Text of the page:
Intellect and Reason.
Thinking is twofold: — I. It forms clearly differentiated
concepts; and, 2. it establishes relationships among these. The
former capacity is called the intellect; the latter, the reason.
In modern science, the intellect is much more common and more
highly valued. Intellectual activity is essential, for the
creation of sharply differentiated parts, but only as preliminary
to the development by the reason of a harmonious whole. —
Kant declared all ideas — combinations of related concepts
— to be merely subjective, without content, only regulative
norms of our own subjective nature. This is false. Reason does
strive for unity, but it can establish this only where unity is
inherent in the content of the concepts. Where experience cannot
function without the use of certain ideas, Kant admitted the
validity of these ideas for merely practical purposes. But
Kant's explanation of the creation of such ideas is incorrect;
they are intuitive.
The Act of Cognition.
All reality is in two realms; experience and thought. Experience may be
considered from two points of view: — 1. to what extent it
is inherent in the nature of reality that it can manifest itself
only as experience; 2. to what extent it is inherent in the
nature of our mind, whose form of action is contemplation, that
it requires this form of manifestation. From this point of view,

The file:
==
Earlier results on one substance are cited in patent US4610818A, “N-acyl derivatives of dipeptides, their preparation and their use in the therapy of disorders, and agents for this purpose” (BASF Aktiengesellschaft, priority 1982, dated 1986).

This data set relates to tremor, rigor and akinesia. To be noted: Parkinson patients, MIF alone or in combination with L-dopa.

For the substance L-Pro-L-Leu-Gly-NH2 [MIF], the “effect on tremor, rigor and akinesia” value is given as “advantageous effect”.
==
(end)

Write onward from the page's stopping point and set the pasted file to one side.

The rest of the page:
we may consider two possibilities: — 1. That the
experiential form is only transitional, and is to be overcome in
reaching the essential nature of the “appearance for the
senses.” 2. That the experiential form is identical with
the essential nature of what we experience, but that our minds
require an effort in order to discover this fact. The second is
true of thought; the first is true of all other items of
experience. — The two realms of experience and thought must
be united through thought activity. Thinking is an organ of
perception. As the eye perceives light and the ear
perceives sound, so does thinking perceive concepts, ideas. There
is one world of ideas, but many minds. — The external is
merely the form; the inner is the real
Cognition and the Ultimate Foundation of Things.
Kant achieved an important step in philosophy in
pointing out that man must seek the reasons for certitude in his
affirmations in his own spiritual faculties, and not in any truth
imposed upon him from without. But Kant did not adequately
differentiate the two scientific trends thus indicated.
Two kinds of judgment are formed by: 1. the union of a percept with
a concept; and: 2. the union of two concepts. Example of 2: “No
effect without a cause.” If the content of the two concepts, as
this is given to me, does not include the reason for their being united,
then I can never reach that objective reason, and the real meaning of
the assertion is in a world inaccessible to me. Such judgments would
then be dogmas — dogmas of revelation. Moreover, those who
insist that we must limit ourselves to pure experience, would condemn
us to remain likewise ignorant of reality. But the author's view has
shown that there is no Fundament of Being lying beyond the reach of
thought: that this Fundament of Being has poured itself out in
thought. According to this view, every judgment is a union of two
elements in our thought, which means two elements of reality. It has
shown also that thought must give a knowledge of experience, not as
product but as productive — in its productive
The real being of
things exists only in connection with man. Truth is anthropomorphic.
Not only is the world known to us as it appears, but it appears
— to thinking contemplation — as it is.
E. THE SCIENCE OF NATURE
The simplest action in Nature occurs when two factors are external